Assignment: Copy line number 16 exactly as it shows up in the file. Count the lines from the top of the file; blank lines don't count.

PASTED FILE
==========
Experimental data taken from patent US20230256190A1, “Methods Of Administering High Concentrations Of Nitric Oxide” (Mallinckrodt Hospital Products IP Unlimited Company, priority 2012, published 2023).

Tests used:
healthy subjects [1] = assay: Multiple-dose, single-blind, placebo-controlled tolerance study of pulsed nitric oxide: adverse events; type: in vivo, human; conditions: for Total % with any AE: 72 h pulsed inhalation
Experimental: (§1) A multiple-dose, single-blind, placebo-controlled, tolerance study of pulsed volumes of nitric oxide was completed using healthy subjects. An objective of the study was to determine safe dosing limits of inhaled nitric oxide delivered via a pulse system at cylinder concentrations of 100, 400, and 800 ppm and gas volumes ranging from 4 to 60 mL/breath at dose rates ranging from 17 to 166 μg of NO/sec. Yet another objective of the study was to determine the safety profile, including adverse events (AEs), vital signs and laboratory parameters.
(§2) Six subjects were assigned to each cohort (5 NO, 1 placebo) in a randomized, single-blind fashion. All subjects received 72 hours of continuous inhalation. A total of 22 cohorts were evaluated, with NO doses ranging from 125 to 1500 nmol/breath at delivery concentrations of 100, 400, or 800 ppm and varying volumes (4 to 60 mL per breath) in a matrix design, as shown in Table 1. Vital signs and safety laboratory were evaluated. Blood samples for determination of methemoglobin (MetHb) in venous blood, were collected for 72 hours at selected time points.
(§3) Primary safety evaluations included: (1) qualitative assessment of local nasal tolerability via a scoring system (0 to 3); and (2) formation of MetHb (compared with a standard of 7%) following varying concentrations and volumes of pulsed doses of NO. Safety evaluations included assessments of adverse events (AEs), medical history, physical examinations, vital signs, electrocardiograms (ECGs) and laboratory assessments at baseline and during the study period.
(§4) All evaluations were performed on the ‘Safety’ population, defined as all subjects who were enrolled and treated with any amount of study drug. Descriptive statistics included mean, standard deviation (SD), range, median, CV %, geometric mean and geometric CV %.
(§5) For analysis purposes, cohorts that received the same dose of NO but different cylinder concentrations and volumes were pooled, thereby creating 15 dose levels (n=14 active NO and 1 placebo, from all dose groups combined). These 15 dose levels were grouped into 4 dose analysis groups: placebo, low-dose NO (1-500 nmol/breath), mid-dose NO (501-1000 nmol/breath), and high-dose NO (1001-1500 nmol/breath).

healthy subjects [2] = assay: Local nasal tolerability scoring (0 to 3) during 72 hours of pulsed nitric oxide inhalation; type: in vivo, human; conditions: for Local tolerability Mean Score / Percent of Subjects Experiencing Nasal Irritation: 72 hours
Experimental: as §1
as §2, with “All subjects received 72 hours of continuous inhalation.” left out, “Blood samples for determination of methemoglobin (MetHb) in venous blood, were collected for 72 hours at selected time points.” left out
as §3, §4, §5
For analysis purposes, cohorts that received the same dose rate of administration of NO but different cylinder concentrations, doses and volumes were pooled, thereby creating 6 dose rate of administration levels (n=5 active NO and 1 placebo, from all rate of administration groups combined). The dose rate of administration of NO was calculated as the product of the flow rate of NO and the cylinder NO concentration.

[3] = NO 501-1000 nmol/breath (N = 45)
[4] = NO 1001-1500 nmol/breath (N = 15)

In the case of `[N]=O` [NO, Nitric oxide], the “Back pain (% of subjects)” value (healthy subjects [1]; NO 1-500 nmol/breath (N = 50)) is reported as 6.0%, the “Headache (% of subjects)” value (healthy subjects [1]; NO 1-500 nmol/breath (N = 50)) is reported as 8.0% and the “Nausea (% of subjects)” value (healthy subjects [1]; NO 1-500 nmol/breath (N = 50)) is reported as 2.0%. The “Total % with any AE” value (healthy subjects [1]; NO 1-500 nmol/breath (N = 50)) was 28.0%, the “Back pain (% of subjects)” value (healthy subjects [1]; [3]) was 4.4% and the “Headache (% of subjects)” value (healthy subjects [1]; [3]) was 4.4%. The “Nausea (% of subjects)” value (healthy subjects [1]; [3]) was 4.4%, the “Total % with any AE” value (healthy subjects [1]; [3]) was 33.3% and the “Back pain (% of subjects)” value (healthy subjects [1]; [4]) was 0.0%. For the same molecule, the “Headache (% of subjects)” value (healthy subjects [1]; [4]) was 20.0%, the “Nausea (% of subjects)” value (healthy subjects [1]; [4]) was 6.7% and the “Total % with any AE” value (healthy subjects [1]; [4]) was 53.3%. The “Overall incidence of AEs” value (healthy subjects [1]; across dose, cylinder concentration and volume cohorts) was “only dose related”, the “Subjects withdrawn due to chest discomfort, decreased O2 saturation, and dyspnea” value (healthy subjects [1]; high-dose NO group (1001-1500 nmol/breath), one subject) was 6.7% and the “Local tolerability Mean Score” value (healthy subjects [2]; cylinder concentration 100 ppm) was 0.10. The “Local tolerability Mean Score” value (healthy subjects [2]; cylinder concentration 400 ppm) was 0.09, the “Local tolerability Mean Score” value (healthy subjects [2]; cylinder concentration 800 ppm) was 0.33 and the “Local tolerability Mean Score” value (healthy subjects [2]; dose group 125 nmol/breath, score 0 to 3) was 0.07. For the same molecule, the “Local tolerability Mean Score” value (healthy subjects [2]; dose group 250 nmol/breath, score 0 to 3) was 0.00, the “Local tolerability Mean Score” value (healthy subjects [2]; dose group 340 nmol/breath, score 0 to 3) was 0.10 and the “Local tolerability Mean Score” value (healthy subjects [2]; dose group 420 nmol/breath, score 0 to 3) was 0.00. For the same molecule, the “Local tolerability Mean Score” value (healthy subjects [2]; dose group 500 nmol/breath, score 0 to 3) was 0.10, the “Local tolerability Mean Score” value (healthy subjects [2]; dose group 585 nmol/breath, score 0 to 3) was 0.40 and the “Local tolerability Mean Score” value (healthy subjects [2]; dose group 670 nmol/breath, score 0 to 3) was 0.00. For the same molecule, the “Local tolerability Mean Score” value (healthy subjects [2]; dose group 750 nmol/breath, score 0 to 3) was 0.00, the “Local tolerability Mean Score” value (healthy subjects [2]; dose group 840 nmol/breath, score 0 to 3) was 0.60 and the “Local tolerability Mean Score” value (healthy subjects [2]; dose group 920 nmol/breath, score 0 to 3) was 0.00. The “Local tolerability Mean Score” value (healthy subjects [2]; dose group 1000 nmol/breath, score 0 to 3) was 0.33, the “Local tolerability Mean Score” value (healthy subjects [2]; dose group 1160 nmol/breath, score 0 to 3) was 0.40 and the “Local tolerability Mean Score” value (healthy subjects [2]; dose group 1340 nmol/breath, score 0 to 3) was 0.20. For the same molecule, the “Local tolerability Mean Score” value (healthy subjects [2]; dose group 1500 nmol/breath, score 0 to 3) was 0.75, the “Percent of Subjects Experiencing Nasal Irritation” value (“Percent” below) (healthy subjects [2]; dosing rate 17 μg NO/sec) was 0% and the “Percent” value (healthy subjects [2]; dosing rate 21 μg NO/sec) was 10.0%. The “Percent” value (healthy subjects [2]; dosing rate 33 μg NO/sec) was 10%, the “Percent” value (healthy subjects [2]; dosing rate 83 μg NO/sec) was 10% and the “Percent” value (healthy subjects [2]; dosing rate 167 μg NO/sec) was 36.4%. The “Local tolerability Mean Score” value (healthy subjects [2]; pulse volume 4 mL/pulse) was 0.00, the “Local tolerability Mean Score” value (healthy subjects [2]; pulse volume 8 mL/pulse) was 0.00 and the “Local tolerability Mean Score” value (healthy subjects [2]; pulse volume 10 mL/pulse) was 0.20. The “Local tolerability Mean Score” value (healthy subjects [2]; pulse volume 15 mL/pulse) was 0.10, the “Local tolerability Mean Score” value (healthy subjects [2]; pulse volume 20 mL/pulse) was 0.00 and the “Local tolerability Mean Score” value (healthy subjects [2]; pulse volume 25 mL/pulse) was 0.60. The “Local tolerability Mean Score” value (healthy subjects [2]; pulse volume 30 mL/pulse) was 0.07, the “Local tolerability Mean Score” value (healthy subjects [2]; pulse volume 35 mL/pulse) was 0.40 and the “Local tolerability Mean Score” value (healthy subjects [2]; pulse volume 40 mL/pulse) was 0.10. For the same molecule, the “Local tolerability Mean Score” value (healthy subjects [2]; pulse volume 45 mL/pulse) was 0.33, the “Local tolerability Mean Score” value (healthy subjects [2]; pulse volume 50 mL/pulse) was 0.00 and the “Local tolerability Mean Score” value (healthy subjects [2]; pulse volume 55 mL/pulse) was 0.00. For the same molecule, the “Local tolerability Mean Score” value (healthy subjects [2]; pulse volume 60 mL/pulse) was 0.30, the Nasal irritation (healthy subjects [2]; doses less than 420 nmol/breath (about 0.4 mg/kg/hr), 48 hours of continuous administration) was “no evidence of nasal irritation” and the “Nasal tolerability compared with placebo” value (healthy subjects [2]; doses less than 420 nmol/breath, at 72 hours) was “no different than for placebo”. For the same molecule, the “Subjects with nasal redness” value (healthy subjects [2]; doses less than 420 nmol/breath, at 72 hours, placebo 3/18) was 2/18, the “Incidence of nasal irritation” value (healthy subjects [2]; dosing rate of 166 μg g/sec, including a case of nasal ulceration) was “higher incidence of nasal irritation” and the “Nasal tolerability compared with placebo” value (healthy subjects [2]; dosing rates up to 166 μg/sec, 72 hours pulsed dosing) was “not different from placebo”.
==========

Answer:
In the case of `[N]=O` [NO, Nitric oxide], the “Back pain (% of subjects)” value (healthy subjects [1]; NO 1-500 nmol/breath (N = 50)) is reported as 6.0%, the “Headache (% of subjects)” value (healthy subjects [1]; NO 1-500 nmol/breath (N = 50)) is reported as 8.0% and the “Nausea (% of subjects)” value (healthy subjects [1]; NO 1-500 nmol/breath (N = 50)) is reported as 2.0%. The “Total % with any AE” value (healthy subjects [1]; NO 1-500 nmol/breath (N = 50)) was 28.0%, the “Back pain (% of subjects)” value (healthy subjects [1]; [3]) was 4.4% and the “Headache (% of subjects)” value (healthy subjects [1]; [3]) was 4.4%. The “Nausea (% of subjects)” value (healthy subjects [1]; [3]) was 4.4%, the “Total % with any AE” value (healthy subjects [1]; [3]) was 33.3% and the “Back pain (% of subjects)” value (healthy subjects [1]; [4]) was 0.0%. For the same molecule, the “Headache (% of subjects)” value (healthy subjects [1]; [4]) was 20.0%, the “Nausea (% of subjects)” value (healthy subjects [1]; [4]) was 6.7% and the “Total % with any AE” value (healthy subjects [1]; [4]) was 53.3%. The “Overall incidence of AEs” value (healthy subjects [1]; across dose, cylinder concentration and volume cohorts) was “only dose related”, the “Subjects withdrawn due to chest discomfort, decreased O2 saturation, and dyspnea” value (healthy subjects [1]; high-dose NO group (1001-1500 nmol/breath), one subject) was 6.7% and the “Local tolerability Mean Score” value (healthy subjects [2]; cylinder concentration 100 ppm) was 0.10. The “Local tolerability Mean Score” value (healthy subjects [2]; cylinder concentration 400 ppm) was 0.09, the “Local tolerability Mean Score” value (healthy subjects [2]; cylinder concentration 800 ppm) was 0.33 and the “Local tolerability Mean Score” value (healthy subjects [2]; dose group 125 nmol/breath, score 0 to 3) was 0.07. For the same molecule, the “Local tolerability Mean Score” value (healthy subjects [2]; dose group 250 nmol/breath, score 0 to 3) was 0.00, the “Local tolerability Mean Score” value (healthy subjects [2]; dose group 340 nmol/breath, score 0 to 3) was 0.10 and the “Local tolerability Mean Score” value (healthy subjects [2]; dose group 420 nmol/breath, score 0 to 3) was 0.00. For the same molecule, the “Local tolerability Mean Score” value (healthy subjects [2]; dose group 500 nmol/breath, score 0 to 3) was 0.10, the “Local tolerability Mean Score” value (healthy subjects [2]; dose group 585 nmol/breath, score 0 to 3) was 0.40 and the “Local tolerability Mean Score” value (healthy subjects [2]; dose group 670 nmol/breath, score 0 to 3) was 0.00. For the same molecule, the “Local tolerability Mean Score” value (healthy subjects [2]; dose group 750 nmol/breath, score 0 to 3) was 0.00, the “Local tolerability Mean Score” value (healthy subjects [2]; dose group 840 nmol/breath, score 0 to 3) was 0.60 and the “Local tolerability Mean Score” value (healthy subjects [2]; dose group 920 nmol/breath, score 0 to 3) was 0.00. The “Local tolerability Mean Score” value (healthy subjects [2]; dose group 1000 nmol/breath, score 0 to 3) was 0.33, the “Local tolerability Mean Score” value (healthy subjects [2]; dose group 1160 nmol/breath, score 0 to 3) was 0.40 and the “Local tolerability Mean Score” value (healthy subjects [2]; dose group 1340 nmol/breath, score 0 to 3) was 0.20. For the same molecule, the “Local tolerability Mean Score” value (healthy subjects [2]; dose group 1500 nmol/breath, score 0 to 3) was 0.75, the “Percent of Subjects Experiencing Nasal Irritation” value (“Percent” below) (healthy subjects [2]; dosing rate 17 μg NO/sec) was 0% and the “Percent” value (healthy subjects [2]; dosing rate 21 μg NO/sec) was 10.0%. The “Percent” value (healthy subjects [2]; dosing rate 33 μg NO/sec) was 10%, the “Percent” value (healthy subjects [2]; dosing rate 83 μg NO/sec) was 10% and the “Percent” value (healthy subjects [2]; dosing rate 167 μg NO/sec) was 36.4%. The “Local tolerability Mean Score” value (healthy subjects [2]; pulse volume 4 mL/pulse) was 0.00, the “Local tolerability Mean Score” value (healthy subjects [2]; pulse volume 8 mL/pulse) was 0.00 and the “Local tolerability Mean Score” value (healthy subjects [2]; pulse volume 10 mL/pulse) was 0.20. The “Local tolerability Mean Score” value (healthy subjects [2]; pulse volume 15 mL/pulse) was 0.10, the “Local tolerability Mean Score” value (healthy subjects [2]; pulse volume 20 mL/pulse) was 0.00 and the “Local tolerability Mean Score” value (healthy subjects [2]; pulse volume 25 mL/pulse) was 0.60. The “Local tolerability Mean Score” value (healthy subjects [2]; pulse volume 30 mL/pulse) was 0.07, the “Local tolerability Mean Score” value (healthy subjects [2]; pulse volume 35 mL/pulse) was 0.40 and the “Local tolerability Mean Score” value (healthy subjects [2]; pulse volume 40 mL/pulse) was 0.10. For the same molecule, the “Local tolerability Mean Score” value (healthy subjects [2]; pulse volume 45 mL/pulse) was 0.33, the “Local tolerability Mean Score” value (healthy subjects [2]; pulse volume 50 mL/pulse) was 0.00 and the “Local tolerability Mean Score” value (healthy subjects [2]; pulse volume 55 mL/pulse) was 0.00. For the same molecule, the “Local tolerability Mean Score” value (healthy subjects [2]; pulse volume 60 mL/pulse) was 0.30, the Nasal irritation (healthy subjects [2]; doses less than 420 nmol/breath (about 0.4 mg/kg/hr), 48 hours of continuous administration) was “no evidence of nasal irritation” and the “Nasal tolerability compared with placebo” value (healthy subjects [2]; doses less than 420 nmol/breath, at 72 hours) was “no different than for placebo”. For the same molecule, the “Subjects with nasal redness” value (healthy subjects [2]; doses less than 420 nmol/breath, at 72 hours, placebo 3/18) was 2/18, the “Incidence of nasal irritation” value (healthy subjects [2]; dosing rate of 166 μg g/sec, including a case of nasal ulceration) was “higher incidence of nasal irritation” and the “Nasal tolerability compared with placebo” value (healthy subjects [2]; dosing rates up to 166 μg/sec, 72 hours pulsed dosing) was “not different from placebo”.